"Kids in urban and rural areas have every bit of the potential other kids do," said Teach for America founder Wendy Kopp to a half-full Salomon 101 auditorium last night.
The Pembroke Center for Teaching and Research on Women presented Kopp with a Leadership for Change through Education Award at the event. Kopp accepted the award, saying her work showed that the current state of education is "a huge but solvable problem."
"We live in the United States of America," she said. This is a country that "aspires to give all of our kids equal chances." But in a nation where many classrooms lack qualified and dedicated teachers, not every child is given that opportunity, Kopp said.
Kopp added that many people believe there are students who have issues that cannot be solved by education — for example, assumptions that their parents do not care or they are not naturally intelligent.
But in her experience, Kopp has found that "when you give kids the chances they deserve, they excel."
The success of TFA has shown the inherent ability of every student, she said. Even in classrooms with low achievement rates, qualified and dedicated teachers can vastly improve the situation. For this reason, she said, TFA must "recruit as aggressively as we do on college campuses."
Fourteen percent of last year's senior class applied to the program as a result of TFA's heavy recruiting at Brown, according to Kopp. She also said she is hoping that Providence will be one of the next cities to start a TFA branch.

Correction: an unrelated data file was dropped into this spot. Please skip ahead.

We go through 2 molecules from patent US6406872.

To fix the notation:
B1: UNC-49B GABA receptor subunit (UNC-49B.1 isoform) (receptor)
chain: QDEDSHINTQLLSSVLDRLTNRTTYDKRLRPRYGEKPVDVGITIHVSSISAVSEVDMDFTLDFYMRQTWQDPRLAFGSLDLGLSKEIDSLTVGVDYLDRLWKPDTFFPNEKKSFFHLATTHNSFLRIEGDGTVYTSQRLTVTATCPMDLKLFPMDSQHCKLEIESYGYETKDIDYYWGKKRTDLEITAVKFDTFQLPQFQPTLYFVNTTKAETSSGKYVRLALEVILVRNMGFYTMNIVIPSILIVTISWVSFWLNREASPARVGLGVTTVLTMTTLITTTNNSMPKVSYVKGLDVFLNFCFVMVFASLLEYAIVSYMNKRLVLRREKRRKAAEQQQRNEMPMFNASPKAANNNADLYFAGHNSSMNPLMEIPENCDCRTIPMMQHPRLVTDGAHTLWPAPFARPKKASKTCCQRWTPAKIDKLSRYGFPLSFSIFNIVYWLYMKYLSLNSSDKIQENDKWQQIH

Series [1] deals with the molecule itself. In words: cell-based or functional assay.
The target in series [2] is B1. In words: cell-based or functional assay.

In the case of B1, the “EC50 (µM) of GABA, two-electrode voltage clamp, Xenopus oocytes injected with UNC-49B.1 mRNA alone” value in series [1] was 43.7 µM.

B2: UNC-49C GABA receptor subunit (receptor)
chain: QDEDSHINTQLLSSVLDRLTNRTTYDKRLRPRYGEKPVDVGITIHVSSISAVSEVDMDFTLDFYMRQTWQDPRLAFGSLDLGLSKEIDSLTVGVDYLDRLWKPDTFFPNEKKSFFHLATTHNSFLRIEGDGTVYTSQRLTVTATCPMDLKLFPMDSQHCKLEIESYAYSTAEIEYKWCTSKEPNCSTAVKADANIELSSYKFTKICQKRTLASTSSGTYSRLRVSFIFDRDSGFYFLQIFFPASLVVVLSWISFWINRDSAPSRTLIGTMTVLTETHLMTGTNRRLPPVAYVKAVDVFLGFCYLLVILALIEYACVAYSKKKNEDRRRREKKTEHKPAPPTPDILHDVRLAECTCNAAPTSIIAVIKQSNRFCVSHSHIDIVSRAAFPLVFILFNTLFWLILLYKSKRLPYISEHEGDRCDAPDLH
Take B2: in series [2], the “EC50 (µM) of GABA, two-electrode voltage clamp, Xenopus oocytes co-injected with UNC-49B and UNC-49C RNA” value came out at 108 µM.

But Kopp recognizes that the program's key limitation is "the short-term aspect of what we do." The system needs to change so that students can be productive working with teachers who are "talented, but not superheroes," she said.
The other award recipient, Hillary Salmons, is the executive director of the Providence After School Alliance, which provides students with productive and educational afterschool activities.
Education "is our collective responsibility and should be our nation's priority," Salmons said.
She said her dream for Providence is to extend learning past the classroom. Students are currently "hitting the street at 2:30," she said. Salmons aims to provide activities so that students "will not be able to tell the difference between school and afterschool."
Kate Kolbert-Hyle '10, who attended the lecture, said Kopp "is very impressive and expresses her mission well. She doesn't hesitate to point out the broader problems."